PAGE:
- Why do we need to care for the soil we have? It takes a minimum of 500 years to make one-inch of healthy topsoil!
- Earthworms are the hardest workers in your landscape. Earthworms can consume between 20 and 40 tons of soil per acre per year. This improves soil health because they help to break down soil, aerate it and leave behind waste used by plants.
- Healthy soil provides plants a good amount of the nutrients they need. Feed your soil and you’ll have less need to feed your plants. Remember, we only add a dry organic plant fertilizer twice a year.
- Soil is made up of 50-percent air and water, and 50-percent broken rock and decaying organic matter.
- Soil filters out pollutants from underground water sources.
- Without soil, there would be no life on earth! Think about it...soil grows our food, which feeds not only us, but our pets and livestock; it filters out pollutants from water; it grows the trees that clean our air; and it is the cornerstone of a gorgeous, healthy landscape.
In 2017, we hope you’ll make a commitment to improving your soil’s health naturally now that you know just how important soil is for your own little corner of the world. Happy holidays!
Exposed soil is generally unhealthy soil. When soil is left uncovered to bake in our hot North Texas sun or allowed to wash away during a rain, the living microbes, earthworms and other beneficial organisms just beneath the surface are in harm’s way. Soil that is covered with living materials such as ground cover, grasses or landscape plants, or simply covered in mulch, will be better equipped to handle the elements and keep their underground inhabitants safe.
If your soil is cracking, then it’s overexposed and under-watered.
Great reasons to insulate your soil with either living materials or mulch:
- Reduces soil erosion
- Improves water retention
- Suppress weed growth
- Beneficial microbes beneath the surface are protected
- Soil temperatures are better regulated in extreme heat and cold
- Both mulch and living materials compost back into the soil, feeding the microbes below.
Cover soil with living materials
Plants are your best soil cover-up! Established perennials, groundcover, annuals and shrubs shade the soil and protect the living microorganisms below. As your plants drop leaves, die back and decompose, they also add nutrients to the soil that will improve its health and texture. Growing vegetables? Add a cover crop between harvests. Clover, legumes and hairy vetch grow quickly and eventually compost back into the soil, adding much needed nutrients plus nitrogen. Live plants as a cover offer the added benefit of root systems that help to break up the soil and give those hungry microbes yet another source of food.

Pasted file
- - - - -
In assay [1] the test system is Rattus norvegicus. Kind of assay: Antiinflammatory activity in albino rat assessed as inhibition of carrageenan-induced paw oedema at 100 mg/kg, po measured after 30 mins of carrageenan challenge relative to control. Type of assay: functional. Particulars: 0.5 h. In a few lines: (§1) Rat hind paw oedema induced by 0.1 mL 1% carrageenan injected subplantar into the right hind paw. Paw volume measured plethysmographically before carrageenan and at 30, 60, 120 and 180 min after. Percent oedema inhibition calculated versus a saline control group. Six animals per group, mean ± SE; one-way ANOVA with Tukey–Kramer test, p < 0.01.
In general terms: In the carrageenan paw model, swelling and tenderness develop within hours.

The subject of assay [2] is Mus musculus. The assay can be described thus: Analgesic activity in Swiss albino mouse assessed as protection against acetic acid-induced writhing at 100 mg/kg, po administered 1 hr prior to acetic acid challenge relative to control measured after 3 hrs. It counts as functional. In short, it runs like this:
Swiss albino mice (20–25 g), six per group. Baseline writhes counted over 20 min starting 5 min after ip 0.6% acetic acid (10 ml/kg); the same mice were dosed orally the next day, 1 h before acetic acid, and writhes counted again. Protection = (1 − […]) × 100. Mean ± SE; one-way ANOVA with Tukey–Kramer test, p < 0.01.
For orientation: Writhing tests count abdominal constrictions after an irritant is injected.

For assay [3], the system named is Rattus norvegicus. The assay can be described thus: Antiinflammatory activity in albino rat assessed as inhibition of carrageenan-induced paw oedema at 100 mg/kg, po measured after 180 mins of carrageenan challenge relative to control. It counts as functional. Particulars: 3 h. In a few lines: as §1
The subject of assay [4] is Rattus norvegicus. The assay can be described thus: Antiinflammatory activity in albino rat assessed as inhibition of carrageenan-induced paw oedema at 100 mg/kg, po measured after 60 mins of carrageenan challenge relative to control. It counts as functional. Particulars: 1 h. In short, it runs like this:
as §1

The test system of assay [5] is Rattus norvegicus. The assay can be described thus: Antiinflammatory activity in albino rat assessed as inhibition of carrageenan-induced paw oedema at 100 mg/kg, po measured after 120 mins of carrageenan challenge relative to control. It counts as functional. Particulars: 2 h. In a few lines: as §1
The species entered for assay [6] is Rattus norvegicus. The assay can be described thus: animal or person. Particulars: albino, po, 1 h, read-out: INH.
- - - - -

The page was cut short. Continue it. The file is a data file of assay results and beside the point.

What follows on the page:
Cover soil with mulch
Mulch is one of your garden’s best friends! A two to three inch layer of mulch over bare soil will help to keep plant roots cooler in summer and warmer in winter. Mulch helps to retain moisture to reduce water waste. If your soil is in the beginning phases of rehabilitation, it might not be absorbing water very quickly, leaving much of what is applied rolling down the street. Apply a thick layer of mulch to reduce water runoff.
A quick cover of fresh mulch around the bare soil of your plants will also give the landscape a finished look. Mulch comes in a variety of textures and colors such as dark brown hardwood, red cedar chips, and more. Visit your local garden center to see your choices.
Thinking of using the fun and colorful rubber mulch? We don’t suggest using it as a cover for your soil. As it breaks down, it leaches chemicals into the soil, doesn’t absorb water or compost back into the soil to feed the microbes, and is flammable.